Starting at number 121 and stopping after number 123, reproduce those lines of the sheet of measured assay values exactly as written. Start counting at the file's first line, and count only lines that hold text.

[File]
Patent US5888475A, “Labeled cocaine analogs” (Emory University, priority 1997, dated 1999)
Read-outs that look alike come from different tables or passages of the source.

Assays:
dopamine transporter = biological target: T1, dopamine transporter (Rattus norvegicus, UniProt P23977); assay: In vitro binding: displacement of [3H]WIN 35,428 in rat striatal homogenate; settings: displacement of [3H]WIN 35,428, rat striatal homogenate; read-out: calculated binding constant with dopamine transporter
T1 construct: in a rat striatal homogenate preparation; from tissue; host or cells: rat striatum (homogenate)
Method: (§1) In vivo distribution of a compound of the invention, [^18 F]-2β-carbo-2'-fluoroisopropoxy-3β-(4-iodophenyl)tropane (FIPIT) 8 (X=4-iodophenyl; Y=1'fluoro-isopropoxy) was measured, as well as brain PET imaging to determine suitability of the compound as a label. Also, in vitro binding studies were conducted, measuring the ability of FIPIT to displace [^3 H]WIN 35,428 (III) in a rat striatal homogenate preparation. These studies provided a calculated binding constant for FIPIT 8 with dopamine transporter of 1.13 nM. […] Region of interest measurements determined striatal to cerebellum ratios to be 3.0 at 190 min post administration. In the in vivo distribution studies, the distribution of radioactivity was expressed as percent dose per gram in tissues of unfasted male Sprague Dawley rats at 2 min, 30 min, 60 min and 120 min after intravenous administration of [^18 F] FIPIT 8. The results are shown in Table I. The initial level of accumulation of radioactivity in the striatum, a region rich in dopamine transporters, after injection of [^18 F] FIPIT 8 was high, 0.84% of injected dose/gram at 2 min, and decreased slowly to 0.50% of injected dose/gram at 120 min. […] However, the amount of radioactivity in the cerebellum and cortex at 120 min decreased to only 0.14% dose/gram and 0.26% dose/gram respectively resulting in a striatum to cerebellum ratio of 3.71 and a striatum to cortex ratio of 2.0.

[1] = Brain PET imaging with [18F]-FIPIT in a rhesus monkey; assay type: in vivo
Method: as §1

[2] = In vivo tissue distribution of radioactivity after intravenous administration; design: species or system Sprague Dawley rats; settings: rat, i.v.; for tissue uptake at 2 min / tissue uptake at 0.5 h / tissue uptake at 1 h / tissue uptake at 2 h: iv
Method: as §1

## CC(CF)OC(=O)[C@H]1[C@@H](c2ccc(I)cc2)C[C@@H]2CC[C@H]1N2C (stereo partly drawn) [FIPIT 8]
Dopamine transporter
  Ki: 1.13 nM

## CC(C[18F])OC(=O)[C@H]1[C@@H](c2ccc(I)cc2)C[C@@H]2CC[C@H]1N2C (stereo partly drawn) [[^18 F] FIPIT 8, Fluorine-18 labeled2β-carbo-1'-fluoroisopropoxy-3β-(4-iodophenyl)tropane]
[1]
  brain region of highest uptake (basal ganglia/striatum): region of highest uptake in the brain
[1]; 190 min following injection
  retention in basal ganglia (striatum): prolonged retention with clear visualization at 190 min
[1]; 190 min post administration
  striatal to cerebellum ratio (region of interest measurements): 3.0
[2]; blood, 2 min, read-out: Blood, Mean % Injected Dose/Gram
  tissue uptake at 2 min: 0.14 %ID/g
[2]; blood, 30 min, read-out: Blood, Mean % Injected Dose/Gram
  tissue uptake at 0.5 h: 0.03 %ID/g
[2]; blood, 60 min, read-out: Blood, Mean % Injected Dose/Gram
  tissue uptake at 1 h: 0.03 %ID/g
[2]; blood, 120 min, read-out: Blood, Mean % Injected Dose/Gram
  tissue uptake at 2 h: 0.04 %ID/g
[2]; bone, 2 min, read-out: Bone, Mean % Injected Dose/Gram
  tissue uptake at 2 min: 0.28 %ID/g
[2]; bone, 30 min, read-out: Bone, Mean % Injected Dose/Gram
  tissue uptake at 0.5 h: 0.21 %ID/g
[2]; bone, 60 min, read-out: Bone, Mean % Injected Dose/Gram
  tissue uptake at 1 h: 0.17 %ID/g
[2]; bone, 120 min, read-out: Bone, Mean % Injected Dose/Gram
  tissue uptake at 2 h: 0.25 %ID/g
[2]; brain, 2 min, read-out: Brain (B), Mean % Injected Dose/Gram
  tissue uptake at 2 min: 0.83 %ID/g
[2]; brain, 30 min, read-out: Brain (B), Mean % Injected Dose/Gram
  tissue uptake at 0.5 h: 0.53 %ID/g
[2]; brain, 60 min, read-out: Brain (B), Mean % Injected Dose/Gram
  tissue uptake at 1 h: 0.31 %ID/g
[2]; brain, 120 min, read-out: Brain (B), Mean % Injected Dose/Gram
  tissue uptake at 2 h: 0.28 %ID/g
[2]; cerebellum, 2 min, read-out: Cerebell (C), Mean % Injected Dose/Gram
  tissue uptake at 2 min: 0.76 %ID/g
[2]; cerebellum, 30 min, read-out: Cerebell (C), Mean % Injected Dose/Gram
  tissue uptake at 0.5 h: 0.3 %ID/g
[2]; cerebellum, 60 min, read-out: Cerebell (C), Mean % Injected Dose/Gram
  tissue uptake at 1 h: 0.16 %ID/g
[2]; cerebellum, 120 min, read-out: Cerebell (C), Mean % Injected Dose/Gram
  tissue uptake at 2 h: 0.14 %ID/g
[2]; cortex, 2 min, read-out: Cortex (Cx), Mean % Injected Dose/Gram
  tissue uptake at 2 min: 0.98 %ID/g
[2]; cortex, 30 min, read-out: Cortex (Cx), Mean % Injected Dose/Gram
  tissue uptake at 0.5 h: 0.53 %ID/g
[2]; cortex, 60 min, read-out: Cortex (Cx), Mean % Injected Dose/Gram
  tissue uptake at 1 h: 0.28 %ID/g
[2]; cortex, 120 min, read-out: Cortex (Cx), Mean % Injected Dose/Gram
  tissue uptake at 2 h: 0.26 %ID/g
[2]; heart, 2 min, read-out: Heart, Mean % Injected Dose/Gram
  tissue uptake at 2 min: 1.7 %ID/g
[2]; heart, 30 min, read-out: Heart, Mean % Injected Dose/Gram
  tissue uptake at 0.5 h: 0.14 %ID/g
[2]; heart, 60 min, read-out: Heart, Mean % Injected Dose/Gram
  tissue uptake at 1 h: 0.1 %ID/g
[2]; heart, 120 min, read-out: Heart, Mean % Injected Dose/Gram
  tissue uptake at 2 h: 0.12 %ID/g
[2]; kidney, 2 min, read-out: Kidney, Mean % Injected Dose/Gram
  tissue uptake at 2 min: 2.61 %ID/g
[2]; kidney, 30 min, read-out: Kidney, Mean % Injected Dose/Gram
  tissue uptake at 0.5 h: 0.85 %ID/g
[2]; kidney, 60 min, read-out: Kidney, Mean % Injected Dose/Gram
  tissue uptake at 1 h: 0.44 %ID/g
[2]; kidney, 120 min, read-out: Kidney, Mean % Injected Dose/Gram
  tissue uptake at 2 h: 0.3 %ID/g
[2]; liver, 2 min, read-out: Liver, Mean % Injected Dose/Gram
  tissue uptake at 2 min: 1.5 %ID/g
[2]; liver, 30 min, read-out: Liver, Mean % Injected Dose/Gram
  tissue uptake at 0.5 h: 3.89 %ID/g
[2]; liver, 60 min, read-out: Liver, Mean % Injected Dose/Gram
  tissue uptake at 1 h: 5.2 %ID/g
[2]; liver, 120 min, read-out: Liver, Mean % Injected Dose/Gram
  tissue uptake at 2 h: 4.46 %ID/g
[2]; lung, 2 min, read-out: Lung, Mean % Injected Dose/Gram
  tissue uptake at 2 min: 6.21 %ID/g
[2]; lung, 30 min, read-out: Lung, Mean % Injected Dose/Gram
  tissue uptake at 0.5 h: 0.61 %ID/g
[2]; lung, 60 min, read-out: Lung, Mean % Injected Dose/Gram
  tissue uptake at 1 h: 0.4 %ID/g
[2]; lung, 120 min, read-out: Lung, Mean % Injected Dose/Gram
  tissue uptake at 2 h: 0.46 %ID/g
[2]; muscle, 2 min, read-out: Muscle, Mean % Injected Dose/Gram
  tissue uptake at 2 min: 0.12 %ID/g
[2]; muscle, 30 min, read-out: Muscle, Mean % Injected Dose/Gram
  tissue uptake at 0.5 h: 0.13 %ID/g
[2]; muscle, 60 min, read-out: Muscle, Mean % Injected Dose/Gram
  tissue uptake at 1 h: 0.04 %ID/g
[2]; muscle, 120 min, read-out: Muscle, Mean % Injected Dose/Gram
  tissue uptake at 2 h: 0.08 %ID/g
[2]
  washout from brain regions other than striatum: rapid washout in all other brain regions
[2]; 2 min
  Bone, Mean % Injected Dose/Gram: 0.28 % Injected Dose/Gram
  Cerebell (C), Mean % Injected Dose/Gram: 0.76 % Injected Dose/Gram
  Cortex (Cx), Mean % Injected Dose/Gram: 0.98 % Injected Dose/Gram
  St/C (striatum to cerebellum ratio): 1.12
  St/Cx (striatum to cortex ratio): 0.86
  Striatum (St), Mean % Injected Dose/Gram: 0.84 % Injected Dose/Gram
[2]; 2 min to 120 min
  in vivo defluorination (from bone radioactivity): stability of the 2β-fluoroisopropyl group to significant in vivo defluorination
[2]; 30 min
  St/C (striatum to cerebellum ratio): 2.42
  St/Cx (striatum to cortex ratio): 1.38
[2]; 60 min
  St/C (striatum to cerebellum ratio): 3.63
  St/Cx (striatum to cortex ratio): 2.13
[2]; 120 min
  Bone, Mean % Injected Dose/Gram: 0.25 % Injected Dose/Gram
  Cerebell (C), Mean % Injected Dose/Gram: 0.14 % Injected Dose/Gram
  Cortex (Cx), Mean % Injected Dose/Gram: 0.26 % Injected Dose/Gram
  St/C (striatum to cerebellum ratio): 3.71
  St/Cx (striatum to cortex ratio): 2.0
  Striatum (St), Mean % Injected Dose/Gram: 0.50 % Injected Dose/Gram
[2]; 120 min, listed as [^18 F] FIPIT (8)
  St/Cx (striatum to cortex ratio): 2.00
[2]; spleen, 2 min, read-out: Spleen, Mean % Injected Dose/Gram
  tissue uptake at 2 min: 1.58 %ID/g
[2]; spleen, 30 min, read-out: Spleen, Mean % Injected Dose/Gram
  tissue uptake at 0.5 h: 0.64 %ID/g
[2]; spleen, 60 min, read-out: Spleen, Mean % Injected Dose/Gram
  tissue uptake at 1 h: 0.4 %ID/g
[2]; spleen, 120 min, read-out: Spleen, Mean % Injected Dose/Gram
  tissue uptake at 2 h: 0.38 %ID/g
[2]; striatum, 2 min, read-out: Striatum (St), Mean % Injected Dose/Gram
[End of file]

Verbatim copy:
  Cortex (Cx), Mean % Injected Dose/Gram: 0.26 % Injected Dose/Gram
  St/C (striatum to cerebellum ratio): 3.71
  St/Cx (striatum to cortex ratio): 2.0